Variable Types in R

Tony Yao-Jen Kuo

An overview

We are gonna talk about 7 of them

  • numeric
  • (optional)integer
  • (optional)complex
  • character
  • logical
  • Date
  • POSIXct

Using class() to examine variable types

class(87)
class("Luke Skywalker")
class(TRUE)
## [1] "numeric"
## [1] "character"
## [1] "logical"

Numerics

Using numeric as the primary digit type

my_lucky_number <- 24
class(my_lucky_number) # numeric
class(2.4) # numeric
class(-8.7) # numeric
class(0) # numeric
## [1] "numeric"
## [1] "numeric"
## [1] "numeric"
## [1] "numeric"

Using L to denote the integer type

my_lucky_integer <- 87L
class(my_lucky_integer) # integer
my_lucky_integer
## [1] "integer"
## [1] 87

Using i to denote the imaginary part

my_lucky_complex <- 8 + 7i
class(my_lucky_complex) # complex
my_lucky_complex
## [1] "complex"
## [1] 8+7i

Numeric operations

Operators Usage
+ add
- minus
* multiply
/ divide
** or ^ power
%% modulo
%/% quotient
  • Using () to prioritize operations

Practices: Jeremy Lin’s BMI

\[BMI = \frac{weight_{kg}}{height_{m}^2}\]

jeremyLin_height <- 191
jeremyLin_weight <- 91

Practices: NBA players’ BMIs

steveNash_height <- 191
steveNash_weight <- 82
shaq_height <- 216
shaq_weight <- 148
jordan_height <- 198
jordan_weight <- 98

We need FUNCTION to help us

MY_FUNCTION <- function(x, y, arg1, arg2, ...) {
  # using x, y, arg1, arg2 to get output
  return(OUTPUT)
}

get_bmi() function

get_bmi <- function(height, weight) {
  bmi <- weight/(height*0.01)**2
  return(bmi)
}
get_bmi(steveNash_height, steveNash_weight)
get_bmi(shaq_height, shaq_weight)
get_bmi(jordan_height, jordan_weight)
## [1] 22.47745
## [1] 31.72154
## [1] 24.99745

character

Using ’’ or “” for characters

mj <- "Michael Jordan"
class(mj)
mj <- 'Michael Jordan'
class(mj)
## [1] "character"
## [1] "character"

When to use ’’ or “”?

# Try to assign one of the greatest center in NBA history
Shaquille O'Neal

Practices: What did Ross Geller say?

Let's put aside the fact that you "accidentally" pick up my grand mother's ring.

Using sprintf() for string print with format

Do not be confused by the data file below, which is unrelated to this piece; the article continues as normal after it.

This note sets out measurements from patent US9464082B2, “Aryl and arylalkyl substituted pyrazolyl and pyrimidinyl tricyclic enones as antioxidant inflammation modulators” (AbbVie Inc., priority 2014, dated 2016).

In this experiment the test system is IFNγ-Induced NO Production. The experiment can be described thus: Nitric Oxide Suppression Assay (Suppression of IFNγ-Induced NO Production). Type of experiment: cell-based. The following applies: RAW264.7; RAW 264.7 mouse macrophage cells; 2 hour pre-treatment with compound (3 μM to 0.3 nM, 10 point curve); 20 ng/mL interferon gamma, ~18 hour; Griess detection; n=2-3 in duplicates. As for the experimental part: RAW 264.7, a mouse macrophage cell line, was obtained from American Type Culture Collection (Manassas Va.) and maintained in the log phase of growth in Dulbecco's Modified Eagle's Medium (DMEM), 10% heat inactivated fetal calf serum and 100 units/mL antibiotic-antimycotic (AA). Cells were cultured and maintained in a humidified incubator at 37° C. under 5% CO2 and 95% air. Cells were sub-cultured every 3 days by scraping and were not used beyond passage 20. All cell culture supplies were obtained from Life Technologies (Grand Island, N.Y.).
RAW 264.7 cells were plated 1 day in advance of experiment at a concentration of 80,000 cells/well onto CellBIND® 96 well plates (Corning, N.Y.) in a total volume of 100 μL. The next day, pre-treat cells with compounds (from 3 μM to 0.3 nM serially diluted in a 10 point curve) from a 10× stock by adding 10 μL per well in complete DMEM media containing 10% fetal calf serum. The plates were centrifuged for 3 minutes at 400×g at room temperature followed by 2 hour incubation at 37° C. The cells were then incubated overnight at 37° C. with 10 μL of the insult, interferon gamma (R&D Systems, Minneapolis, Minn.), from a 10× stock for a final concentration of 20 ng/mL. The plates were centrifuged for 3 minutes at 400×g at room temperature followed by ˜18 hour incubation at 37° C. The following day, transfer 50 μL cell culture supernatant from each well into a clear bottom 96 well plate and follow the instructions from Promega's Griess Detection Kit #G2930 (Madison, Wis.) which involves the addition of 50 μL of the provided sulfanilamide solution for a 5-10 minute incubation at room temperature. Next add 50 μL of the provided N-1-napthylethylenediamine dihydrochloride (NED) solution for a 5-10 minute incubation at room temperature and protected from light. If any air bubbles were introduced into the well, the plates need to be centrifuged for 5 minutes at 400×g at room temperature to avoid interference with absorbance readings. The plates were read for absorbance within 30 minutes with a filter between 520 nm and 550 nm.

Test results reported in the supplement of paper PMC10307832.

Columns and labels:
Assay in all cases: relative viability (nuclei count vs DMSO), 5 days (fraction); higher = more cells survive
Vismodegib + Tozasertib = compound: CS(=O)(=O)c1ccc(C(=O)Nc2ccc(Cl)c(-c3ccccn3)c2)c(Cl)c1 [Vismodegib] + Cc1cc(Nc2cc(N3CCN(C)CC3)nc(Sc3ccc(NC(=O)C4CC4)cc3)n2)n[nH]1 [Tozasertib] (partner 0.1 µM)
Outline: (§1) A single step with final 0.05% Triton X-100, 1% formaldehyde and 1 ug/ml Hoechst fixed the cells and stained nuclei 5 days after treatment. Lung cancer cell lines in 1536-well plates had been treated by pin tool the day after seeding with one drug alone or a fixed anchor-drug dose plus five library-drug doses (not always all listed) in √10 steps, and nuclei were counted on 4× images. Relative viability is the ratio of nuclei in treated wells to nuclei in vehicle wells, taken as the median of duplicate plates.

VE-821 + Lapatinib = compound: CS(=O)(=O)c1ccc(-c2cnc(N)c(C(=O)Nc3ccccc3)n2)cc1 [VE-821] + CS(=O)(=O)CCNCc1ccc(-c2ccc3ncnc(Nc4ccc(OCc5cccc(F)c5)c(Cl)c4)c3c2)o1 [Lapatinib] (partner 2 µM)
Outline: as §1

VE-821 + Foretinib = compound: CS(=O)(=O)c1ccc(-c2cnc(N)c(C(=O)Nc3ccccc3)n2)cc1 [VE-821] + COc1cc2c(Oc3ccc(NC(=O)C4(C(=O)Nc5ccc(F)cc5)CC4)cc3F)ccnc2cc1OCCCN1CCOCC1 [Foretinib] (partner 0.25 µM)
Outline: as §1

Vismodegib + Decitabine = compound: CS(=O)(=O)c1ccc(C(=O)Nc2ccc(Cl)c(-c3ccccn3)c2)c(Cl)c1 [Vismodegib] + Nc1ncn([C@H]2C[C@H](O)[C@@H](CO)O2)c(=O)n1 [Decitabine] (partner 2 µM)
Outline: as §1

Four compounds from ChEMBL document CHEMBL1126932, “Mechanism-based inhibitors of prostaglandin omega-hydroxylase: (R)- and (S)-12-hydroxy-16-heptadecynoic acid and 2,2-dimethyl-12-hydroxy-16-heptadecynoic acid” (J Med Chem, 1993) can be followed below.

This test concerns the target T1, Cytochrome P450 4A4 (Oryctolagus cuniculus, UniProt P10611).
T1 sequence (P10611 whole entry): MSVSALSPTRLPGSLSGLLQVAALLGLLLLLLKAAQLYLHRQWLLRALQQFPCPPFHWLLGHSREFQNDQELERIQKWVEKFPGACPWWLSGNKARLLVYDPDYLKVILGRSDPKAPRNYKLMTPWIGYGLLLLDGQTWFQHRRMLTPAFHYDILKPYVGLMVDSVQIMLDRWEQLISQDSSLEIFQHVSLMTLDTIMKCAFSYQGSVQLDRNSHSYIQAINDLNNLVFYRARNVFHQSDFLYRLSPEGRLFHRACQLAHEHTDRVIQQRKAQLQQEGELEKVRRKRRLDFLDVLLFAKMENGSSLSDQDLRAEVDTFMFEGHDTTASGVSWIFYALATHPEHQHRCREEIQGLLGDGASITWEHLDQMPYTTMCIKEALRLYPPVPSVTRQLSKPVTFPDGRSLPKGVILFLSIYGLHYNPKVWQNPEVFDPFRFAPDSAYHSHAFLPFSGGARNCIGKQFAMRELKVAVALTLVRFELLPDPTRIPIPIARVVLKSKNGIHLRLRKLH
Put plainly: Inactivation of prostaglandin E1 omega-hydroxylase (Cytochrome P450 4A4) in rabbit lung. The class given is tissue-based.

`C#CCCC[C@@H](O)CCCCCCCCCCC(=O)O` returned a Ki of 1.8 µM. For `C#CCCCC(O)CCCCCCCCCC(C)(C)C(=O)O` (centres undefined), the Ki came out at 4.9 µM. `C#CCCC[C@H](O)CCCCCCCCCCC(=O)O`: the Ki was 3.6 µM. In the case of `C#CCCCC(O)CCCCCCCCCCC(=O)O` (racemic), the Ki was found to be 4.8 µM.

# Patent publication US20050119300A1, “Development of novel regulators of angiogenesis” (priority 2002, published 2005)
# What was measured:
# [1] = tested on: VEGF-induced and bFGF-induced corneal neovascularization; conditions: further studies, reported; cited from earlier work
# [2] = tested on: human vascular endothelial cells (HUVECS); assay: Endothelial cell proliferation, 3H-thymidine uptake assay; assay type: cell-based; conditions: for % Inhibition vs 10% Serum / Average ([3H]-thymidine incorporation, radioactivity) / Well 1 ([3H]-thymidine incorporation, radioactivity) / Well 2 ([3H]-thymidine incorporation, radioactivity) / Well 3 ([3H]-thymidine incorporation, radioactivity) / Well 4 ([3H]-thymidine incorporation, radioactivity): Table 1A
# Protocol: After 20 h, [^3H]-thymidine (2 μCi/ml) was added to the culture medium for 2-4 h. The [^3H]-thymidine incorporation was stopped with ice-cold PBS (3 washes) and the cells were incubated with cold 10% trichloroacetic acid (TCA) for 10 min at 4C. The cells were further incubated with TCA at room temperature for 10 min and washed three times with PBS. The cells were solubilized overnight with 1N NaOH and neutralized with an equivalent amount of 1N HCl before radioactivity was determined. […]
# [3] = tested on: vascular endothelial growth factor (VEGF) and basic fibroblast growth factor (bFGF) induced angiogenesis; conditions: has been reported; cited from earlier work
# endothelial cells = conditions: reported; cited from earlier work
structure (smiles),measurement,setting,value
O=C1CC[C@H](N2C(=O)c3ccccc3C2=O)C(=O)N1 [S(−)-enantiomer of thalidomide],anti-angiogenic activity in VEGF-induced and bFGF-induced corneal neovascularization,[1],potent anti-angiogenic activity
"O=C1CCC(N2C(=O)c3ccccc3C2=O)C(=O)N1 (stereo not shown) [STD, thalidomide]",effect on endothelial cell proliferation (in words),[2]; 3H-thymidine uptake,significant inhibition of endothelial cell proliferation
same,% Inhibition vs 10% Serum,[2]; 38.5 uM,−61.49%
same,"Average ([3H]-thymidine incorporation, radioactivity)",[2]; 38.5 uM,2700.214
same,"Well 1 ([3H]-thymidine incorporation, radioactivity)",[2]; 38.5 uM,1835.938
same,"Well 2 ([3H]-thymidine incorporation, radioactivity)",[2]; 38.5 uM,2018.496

jordan_BMI <- get_bmi(jordan_height, jordan_weight)
sprintf("Michael Jordan's BMI is %s", jordan_BMI)
## [1] "Michael Jordan's BMI is 24.9974492398735"

Common formats using sprintf()

  • %s: pure text
  • %f: float
  • %e: scientific notation
?sprintf # this function is well-documented!

logical

Black or White, Head or Tail

class(TRUE)
class(FALSE)
class(True)  # error
class(False) # error
class(true)  # error
class(false) # error

Logical operators

Operators Usage
> larger than
>= larger than or equal to
< smaller than
<= smaller than or equal to
== equal to
!= not equal to
%in% belong to
! not

Comparing characters

"Z" > "z" > "Y" > "y" > "X" > "x" ... > "B" > "b" > "A" > "a"

Connecting logicals

  • & for logical AND
  • | for logical OR

Is Shaq overweight?

  • Well, that depends on the definition of overweight
# Overweight: BMI > 30 AND body fat > 25%

# Overweight: BMI > 30 OR body fat > 25%

Using logicals in control statements

# 1 branch
if (CONDITION) {
  # do something when CONDITION equals TRUE
}

Using if-else for 2 branches

# 2 branches
if (CONDITION) {
  # do something when CONDITION equals TRUE
} else {
  # do something when CONDITION equals FALSE
}

Using if-else if-else for more than 3 branches

# 3 branches
if (CONDITION_1) {
  # do something when CONDITION_1 equals TRUE
} else if (CONDITION_2) {
  # do something when CONDITION_2 equals TRUE
} else {
  # do something when both CONDITION_1 and CONDITION_2 equals FALSE
}

Practices: get_bmi_label()

https://en.wikipedia.org/wiki/Body_mass_index

get_bmi_label <- function(player_name, height, weight) {
  # ...
}
get_bmi_label("Jeremy Lin", 191, 91)
# [1] "Jeremy Lin's BMI label is Normal"

Practices: fizz_buzz()

  • if input can be divided by 3, return “fizz”
  • if input can be divided by 5, return “buzz”
  • if input can be divided by 15, return “fizz buzz”
  • otherwise, return input itself
fizz_buzz <- function(x) {
  # ...
}
fizz_buzz(6)  # [1] "fizz"
fizz_buzz(10) # [1] "buzz"
fizz_buzz(30) # [1] "fizz buzz"
fizz_buzz(31) # [1] 31

Class judgement and conversion

Using is.___() for judgement

  • is.numeric()
  • is.character()
  • is.logical()

Using as.___() for conversion

  • as.numeric()
  • as.character()
  • as.logical()

Date and Datetime

Using Sys.Date() for current date

Sys.Date()
## [1] "2018-09-04"

Mysterious number

sys_date <- Sys.Date()
as.numeric(sys_date) # what is this number?
## [1] 17778

Date originates from 1970-01-01

sys_date - as.numeric(sys_date)
## [1] "1970-01-01"

Every integer stands for a specific date

original_date <- sys_date - as.numeric(sys_date)
original_date - 1
original_date
original_date + 1
## [1] "1969-12-31"
## [1] "1970-01-01"
## [1] "1970-01-02"

Practices: The long last of Beatles

The Beatles were an English rock band formed in Liverpool in 1960. Using Sys.Date() and tell us for how many years, this band still gets tremendous popularity.

beatles_formed <- 1960
# ...

Using Sys.time() for current datetime

Sys.time()
## [1] "2018-09-04 11:50:51 CST"

Datetime originates from 1970-01-01 08:00:00

sys_datetime <- Sys.time()
original_datetime <- sys_datetime - as.numeric(sys_datetime)
original_datetime
## [1] "1970-01-01 08:00:00 CST"

Every integer stands for a specific second

sys_datetime <- Sys.time()
original_datetime <- sys_datetime - as.numeric(sys_datetime)
original_datetime - 1
original_datetime
original_datetime + 1
## [1] "1970-01-01 07:59:59 CST"
## [1] "1970-01-01 08:00:00 CST"
## [1] "1970-01-01 08:00:01 CST"

Using OlsonNames() for specific timezones

Practices: The 921 earthquake

1999-09-21 01:47:16 the Jiji earthquake occured in Nantou, Taiwan with a Richter scale of 7.3. The first major after-shock occured on 1999-09-21 01:57:15. Let us know how long was it between these two shocks.